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Paulanne Simmons

An Uproduced Tennessee Williams Work Get Tender Treatment

"One Arm"
Directed by Moises Kaufman
The New Group and Tectonic Theater Project
Theatre Row, 410 West 42nd Street, between 9th and 10th avenues
Opened June 9, 2011
Mon.-Wed. at 7pm, Thurs. & Fri. at pm, Sat. at 2pm & 8pm
Tickets: $60
Closes July 2, 2011(212) 239-6200 or thenewgroup.com
Reviewed by Paulanne Simmons June 18, 2011

"One Arm," an unproduced screenplay by Tennessee Williams, is certainly not the best of the famed playwright's work. But even when Williams is not at his best, he's much better than most writers. And given Moises Kaufman's skillful adaptation and direction, the play, about Ollie Olsen, a one-armed boxer turned hustler, becomes a moving commentary on life and love.

"One Arm" is narrated by an author (Noah Bean) who befriended the boxer in New Orleans. This narrator is a man who is most probably just as much Williams as the Tom in "The Glass Menagerie." He only meets Ollie (Claybourne Elder) once onstage, when Ollie gives his friend money to redeem his typewriter from the pawnbroker. But the narrator knows his friend's whole tragic story.

A promising lightweight champion of the Pacific Fleet, in which he serves, Ollie lost his arm in a car crash with his drunken buddies. With few opportunities open to him, Ollie earned his living traveling around the country hustling, either as a freelance or working with a service agency.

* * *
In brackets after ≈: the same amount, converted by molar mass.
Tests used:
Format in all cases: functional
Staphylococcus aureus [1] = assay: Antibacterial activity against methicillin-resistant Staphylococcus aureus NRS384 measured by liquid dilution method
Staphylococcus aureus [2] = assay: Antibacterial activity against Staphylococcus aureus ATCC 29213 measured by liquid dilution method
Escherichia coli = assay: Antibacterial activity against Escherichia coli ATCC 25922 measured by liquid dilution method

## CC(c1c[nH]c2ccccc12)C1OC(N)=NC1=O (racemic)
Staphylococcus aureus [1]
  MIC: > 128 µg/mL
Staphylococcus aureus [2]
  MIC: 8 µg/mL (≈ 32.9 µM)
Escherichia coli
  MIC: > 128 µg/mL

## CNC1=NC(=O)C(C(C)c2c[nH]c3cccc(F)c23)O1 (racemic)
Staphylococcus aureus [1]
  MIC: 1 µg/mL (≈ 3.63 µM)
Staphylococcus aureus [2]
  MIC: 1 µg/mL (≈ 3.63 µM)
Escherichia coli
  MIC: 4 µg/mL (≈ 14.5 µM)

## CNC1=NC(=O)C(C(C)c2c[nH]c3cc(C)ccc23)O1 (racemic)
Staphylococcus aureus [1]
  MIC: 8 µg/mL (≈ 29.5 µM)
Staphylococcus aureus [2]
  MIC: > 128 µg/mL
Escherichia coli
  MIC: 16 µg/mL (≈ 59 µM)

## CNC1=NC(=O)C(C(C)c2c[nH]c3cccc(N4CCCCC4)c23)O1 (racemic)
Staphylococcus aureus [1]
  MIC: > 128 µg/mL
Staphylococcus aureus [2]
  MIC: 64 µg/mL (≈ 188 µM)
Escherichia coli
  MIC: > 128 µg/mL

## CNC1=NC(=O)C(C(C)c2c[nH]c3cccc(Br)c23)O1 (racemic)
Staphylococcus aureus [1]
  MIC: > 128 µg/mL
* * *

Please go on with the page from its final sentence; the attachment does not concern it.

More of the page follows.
As the play opens, Ollie is in jail, condemned to he electric chair for some unspecified crime. He appears to have no friends and no family. However, every day he receives letters from all over the country, written by men whose lives he has touched. It appears that somehow this hustler, who has been unable to feel since the accident, has been able to make a difference to others in a very special way.

In a series of flashbacks, the audience learns more about Ollie's various encounters, as well as his crime. But it is not until his final encounter, in jail, with a closeted gay man who is a seminary student, that Ollie learns to feel once more.

The various characters in Ollie's story are interpreted by an excellent ensemble cast. And Elder plays his role with the right touch of nobility and bitterness. Kaufman, a high-profile director whose directing credits include "33 Variations," "I Am My Own Wife," and most recently,"Bengal Tiger at the Baghdad Zoo," clearly took on this project because of a deep and personal commitment. and it shows in his sensitive direction of this admittedly lesser work.

The set, sound design and lighting, all of which take their cues from the best productions of Williams' work, effectively evoke the insular south of years gone by. The play drips with sorrowful nostalgia.

If "One Arm" does not have the thoughtful characterizations of Williams' best plays n many ways the play does fall neatly into the traditional Williams oeuvre. "One Arm" is about a wanderer with ambivalent sexuality, a man who has lost his way and needs to be redeemed. It is clearly self-referential and symbolic.

For Williams aficionados it is a must see. For others, it is strongly advised.

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